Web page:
I think the problem we're having is that, instead of asking us what is the best camera for you, you've been asking which of two cameras is the better buy, a new X or a used Y. Perhaps if you could tell us what you want to take photos of, we could tell you what cameras would be a good match, and then you could just search for the best deal on one of those cameras that has the ergonomics you like best (or can live with, at least.)

Do you want to shoot sports/action/wildlife?
Do you want to shoot landscape/seascape/cityscape?
Do want to do macrophotography, portraiture, or event photography?

Give us a hint.
Check out post 61. I said in that post that i was now only going to buy new.

Only 3 DSLR's have taken my fancy now:

A230
D3000
D5000

Looked at them today in a shop and the A230 was so light and was not as solid as the Nikons. The Nikons felt like proper cameras.

What worries me is people saying that you have to buy a motorised lens for the Nikon which are very costly!

I don't think i would be buying a lens anytime soon as i am used to 3x on a compact and that has been fine.

I will, maybe in several months time, would like to buy a nice zoom for the camera. A mid range one. So, if i did buy the Nikon, what are my options?

Now, out of the 3 cameras, i did like the D3000 and the D5000.

I would be using the camera for all aspects of general photography for now. Family pics, holidays, garden, etc etc. Nothing specialised.

What would you say, if i were to choose a Nikon, would be the best camera, for my needs, out of the 2 above? The D5000 would be really stretching my budget but i would do so if i thought i was getting a camera that would be a better bet than the D3000.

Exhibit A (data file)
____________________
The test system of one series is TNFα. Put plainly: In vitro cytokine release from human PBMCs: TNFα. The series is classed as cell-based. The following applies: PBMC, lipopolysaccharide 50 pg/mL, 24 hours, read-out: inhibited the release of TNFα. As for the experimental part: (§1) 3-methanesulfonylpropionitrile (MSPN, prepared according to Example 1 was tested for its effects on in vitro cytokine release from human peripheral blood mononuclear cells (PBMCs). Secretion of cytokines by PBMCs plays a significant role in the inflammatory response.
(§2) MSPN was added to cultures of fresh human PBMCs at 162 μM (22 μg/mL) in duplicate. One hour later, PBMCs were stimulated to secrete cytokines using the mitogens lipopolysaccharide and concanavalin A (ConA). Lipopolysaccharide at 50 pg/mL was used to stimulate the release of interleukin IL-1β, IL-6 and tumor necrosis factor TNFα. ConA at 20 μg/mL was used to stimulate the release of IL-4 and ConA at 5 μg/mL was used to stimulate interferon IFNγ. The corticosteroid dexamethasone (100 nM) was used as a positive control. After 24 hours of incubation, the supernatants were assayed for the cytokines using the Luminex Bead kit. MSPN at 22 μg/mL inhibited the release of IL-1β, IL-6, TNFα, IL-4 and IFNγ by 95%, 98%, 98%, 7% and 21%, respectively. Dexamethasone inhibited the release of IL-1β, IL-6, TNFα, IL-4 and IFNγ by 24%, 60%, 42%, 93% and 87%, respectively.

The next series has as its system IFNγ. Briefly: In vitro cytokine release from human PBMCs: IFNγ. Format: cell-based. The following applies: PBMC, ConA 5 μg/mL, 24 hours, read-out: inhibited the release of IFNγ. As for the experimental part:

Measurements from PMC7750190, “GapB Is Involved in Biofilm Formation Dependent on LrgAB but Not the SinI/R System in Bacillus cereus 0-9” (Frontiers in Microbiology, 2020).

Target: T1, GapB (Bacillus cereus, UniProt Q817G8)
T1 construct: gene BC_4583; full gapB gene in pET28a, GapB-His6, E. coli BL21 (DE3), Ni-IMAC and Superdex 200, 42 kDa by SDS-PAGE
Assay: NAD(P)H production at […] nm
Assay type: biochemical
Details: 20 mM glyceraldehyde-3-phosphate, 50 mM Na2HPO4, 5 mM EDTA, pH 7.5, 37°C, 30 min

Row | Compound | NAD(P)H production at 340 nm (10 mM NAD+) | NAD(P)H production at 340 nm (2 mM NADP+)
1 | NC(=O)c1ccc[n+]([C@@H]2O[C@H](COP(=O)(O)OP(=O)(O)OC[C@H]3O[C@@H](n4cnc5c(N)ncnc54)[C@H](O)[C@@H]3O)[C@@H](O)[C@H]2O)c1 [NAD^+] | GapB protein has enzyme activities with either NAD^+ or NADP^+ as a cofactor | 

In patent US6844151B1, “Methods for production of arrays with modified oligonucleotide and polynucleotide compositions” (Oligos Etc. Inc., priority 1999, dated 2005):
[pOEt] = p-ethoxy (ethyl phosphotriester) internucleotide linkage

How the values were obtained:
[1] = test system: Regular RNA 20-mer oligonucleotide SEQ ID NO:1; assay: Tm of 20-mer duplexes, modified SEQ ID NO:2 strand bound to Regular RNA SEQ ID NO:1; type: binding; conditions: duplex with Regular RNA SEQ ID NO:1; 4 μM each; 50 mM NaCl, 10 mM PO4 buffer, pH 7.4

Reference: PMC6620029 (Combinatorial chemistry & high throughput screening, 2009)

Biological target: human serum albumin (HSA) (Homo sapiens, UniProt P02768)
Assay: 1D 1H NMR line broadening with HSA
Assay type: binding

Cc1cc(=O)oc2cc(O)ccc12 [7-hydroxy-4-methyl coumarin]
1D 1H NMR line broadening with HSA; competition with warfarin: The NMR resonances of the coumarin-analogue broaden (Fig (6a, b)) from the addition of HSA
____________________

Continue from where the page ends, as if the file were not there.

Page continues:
In your view guys, D3000 or D5000? I feel as though, after handling the cameras today, that the A230 is now out of the picture, for now!!! lol

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Old Jun 8, 2010, 1:25 PM   #78
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koolpc-

If you are looking at the Nikon D-3000, you also ought to look at the Pentax Kx and the Canon XS.

The Nikon D-5000 is a good camera and it uses lenses that must have a motor in it, just like the D-3000. So the lens situation exists on both the D-3000 and the D-5000 Nikon cameras.

Sarah Joyce
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Old Jun 8, 2010, 2:22 PM   #79
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The Nikon 55-200 AF-S VR is a good, inexpensive, medium telephoto, zoom lens, but it does have a problem with vignetting. The Nikon 70-300 AF-S VR is better, but costs a lot more. Tamron and Sigma have the 70-300 Di LD and 70-300 APO (respectively) that are less expensive, and do 1:2 macro, but they're not stabilized.
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Old Jun 8, 2010, 2:54 PM   #80
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In your view guys, D3000 or D5000? I feel as though, after handling the cameras today, that the A230 is now out of the picture, for now!!! lol
If you want a bit larger camera with a better grip (as well as better battery life, faster speed of operation, higher usable ISO speeds, and more features compared to the entry level A230), look at the Sony A450, A500 and A550 models instead.

In the UK, it looks like you can buy the Sony A450 with the 18-55mm lens for around 499 and the A500 with a lens for around 529 at vendors like Currys and Jessops (about what you'd pay for a D5000 with an 18-55mm VR lens). Personally, I'd lean towards the A450 (it would have everything you'd get with the A550 except for a tilting LCD and fast Autofocus Live View).

But, if Live View is a big deal to you and you want fast Autofocus with it (the A450 only has MF check Live View, which is a contrast detect system using the main imaging sensor, which is what you'd have with other dSLR brands), I'd look at the A500 and A550 instead. The A500 and A550 would have very fast Autofocus with Live View compared to other dSLR brands (thanks to the separate Live View sensors in their Viewfinder housings that lets them use Fast Phase Detect Autofocus with their dedicated AF sensors).

Then, see how they feel to you compared to the Nikon models you're looking at.

In the Nikon lineup, between the D3000 and D5000, I'd lean towards the D5000 for more flexibility in more conditions (as well as better performance with more features). The Nikon D5000 is using a better Sony 12MP CMOS Sensor with higher usable ISO speeds as compared to the Nikon D3000 (which uses a Sony 10MP CCD sensor).